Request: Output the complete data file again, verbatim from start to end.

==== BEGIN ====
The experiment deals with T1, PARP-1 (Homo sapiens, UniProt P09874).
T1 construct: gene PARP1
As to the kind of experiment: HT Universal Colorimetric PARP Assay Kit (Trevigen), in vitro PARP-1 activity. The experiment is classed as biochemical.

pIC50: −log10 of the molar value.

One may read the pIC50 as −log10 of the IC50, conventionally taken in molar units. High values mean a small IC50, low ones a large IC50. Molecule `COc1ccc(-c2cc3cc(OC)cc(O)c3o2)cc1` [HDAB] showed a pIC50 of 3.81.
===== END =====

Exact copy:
The experiment deals with T1, PARP-1 (Homo sapiens, UniProt P09874).
T1 construct: gene PARP1
As to the kind of experiment: HT Universal Colorimetric PARP Assay Kit (Trevigen), in vitro PARP-1 activity. The experiment is classed as biochemical.

pIC50: −log10 of the molar value.

One may read the pIC50 as −log10 of the IC50, conventionally taken in molar units. High values mean a small IC50, low ones a large IC50. Molecule `COc1ccc(-c2cc3cc(OC)cc(O)c3o2)cc1` [HDAB] showed a pIC50 of 3.81.